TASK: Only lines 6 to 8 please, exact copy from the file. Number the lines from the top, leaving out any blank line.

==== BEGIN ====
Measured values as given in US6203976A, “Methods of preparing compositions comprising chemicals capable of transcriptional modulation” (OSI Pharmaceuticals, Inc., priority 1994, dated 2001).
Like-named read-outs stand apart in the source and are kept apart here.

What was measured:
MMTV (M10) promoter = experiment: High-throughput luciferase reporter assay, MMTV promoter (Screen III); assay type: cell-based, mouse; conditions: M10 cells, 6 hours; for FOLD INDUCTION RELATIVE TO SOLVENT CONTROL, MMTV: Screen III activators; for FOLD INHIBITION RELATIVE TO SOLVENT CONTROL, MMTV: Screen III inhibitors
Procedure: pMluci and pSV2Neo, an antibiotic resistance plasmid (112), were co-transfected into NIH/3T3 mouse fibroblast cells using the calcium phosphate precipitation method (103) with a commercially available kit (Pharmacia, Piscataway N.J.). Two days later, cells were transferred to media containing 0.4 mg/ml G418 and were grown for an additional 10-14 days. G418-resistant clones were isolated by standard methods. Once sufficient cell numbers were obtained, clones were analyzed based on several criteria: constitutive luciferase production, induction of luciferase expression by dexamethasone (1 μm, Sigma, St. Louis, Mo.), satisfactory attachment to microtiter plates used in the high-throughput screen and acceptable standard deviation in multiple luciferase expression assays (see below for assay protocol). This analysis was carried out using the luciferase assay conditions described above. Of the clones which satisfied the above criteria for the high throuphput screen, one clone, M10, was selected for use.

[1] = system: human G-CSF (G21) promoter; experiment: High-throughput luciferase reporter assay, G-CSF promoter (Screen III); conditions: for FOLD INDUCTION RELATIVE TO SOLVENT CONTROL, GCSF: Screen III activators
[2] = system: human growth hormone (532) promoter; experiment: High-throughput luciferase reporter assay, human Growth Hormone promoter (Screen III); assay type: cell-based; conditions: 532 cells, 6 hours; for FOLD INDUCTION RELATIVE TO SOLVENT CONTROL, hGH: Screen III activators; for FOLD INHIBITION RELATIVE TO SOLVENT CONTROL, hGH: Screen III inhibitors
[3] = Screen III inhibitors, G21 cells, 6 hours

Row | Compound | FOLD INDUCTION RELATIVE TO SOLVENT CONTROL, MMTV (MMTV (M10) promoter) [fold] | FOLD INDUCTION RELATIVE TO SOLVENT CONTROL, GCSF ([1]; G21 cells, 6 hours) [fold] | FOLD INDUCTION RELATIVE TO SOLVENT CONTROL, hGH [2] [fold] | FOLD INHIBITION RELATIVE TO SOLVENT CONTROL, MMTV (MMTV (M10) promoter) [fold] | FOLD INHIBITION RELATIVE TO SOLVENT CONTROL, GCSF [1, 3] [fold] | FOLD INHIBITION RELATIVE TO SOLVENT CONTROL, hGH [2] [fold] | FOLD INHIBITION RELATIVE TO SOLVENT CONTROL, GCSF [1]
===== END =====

[1] = system: human G-CSF (G21) promoter; experiment: High-throughput luciferase reporter assay, G-CSF promoter (Screen III); conditions: for FOLD INDUCTION RELATIVE TO SOLVENT CONTROL, GCSF: Screen III activators
[2] = system: human growth hormone (532) promoter; experiment: High-throughput luciferase reporter assay, human Growth Hormone promoter (Screen III); assay type: cell-based; conditions: 532 cells, 6 hours; for FOLD INDUCTION RELATIVE TO SOLVENT CONTROL, hGH: Screen III activators; for FOLD INHIBITION RELATIVE TO SOLVENT CONTROL, hGH: Screen III inhibitors
[3] = Screen III inhibitors, G21 cells, 6 hours